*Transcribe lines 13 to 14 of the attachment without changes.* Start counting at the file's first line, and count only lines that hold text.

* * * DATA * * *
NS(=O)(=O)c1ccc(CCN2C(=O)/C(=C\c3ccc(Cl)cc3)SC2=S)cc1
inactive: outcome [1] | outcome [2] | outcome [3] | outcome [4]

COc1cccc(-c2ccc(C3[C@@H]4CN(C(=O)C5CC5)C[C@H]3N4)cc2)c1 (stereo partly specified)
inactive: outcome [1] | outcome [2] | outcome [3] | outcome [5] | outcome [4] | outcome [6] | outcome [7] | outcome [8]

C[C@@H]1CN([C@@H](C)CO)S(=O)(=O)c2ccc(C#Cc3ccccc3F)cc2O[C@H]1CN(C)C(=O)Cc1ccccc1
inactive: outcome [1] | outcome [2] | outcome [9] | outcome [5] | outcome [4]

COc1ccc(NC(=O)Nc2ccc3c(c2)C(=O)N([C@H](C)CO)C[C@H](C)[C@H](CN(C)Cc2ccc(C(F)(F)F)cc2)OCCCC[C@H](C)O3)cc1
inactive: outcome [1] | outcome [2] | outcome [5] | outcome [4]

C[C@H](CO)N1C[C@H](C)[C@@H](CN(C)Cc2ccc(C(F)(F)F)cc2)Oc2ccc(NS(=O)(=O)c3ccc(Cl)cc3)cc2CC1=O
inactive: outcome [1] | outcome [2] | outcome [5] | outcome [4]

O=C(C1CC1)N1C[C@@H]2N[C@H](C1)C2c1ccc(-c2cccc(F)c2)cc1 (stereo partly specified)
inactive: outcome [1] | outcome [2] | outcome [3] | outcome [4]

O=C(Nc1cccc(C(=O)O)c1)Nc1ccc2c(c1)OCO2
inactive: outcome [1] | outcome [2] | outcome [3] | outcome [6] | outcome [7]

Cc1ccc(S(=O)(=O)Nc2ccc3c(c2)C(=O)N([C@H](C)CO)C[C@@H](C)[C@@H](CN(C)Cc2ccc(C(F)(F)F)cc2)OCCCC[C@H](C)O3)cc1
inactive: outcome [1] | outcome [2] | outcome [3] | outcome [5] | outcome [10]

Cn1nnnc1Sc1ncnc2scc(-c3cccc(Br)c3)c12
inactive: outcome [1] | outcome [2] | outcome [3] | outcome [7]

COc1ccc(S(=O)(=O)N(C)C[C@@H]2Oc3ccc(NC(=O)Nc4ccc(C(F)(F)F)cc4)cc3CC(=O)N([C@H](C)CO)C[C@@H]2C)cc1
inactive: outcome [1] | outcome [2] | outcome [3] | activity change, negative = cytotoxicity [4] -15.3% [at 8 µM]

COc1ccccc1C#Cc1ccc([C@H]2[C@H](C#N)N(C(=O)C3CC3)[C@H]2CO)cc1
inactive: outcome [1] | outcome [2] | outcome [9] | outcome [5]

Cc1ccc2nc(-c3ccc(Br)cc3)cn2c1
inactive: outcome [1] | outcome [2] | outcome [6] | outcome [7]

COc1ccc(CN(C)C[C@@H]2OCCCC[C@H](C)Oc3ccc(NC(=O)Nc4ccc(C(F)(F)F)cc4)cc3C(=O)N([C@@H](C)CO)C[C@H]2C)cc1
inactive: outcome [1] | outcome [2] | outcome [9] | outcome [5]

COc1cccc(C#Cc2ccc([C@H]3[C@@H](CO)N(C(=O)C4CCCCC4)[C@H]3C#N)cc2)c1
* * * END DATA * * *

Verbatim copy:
O=C(Nc1cccc(C(=O)O)c1)Nc1ccc2c(c1)OCO2
inactive: outcome [1] | outcome [2] | outcome [3] | outcome [6] | outcome [7]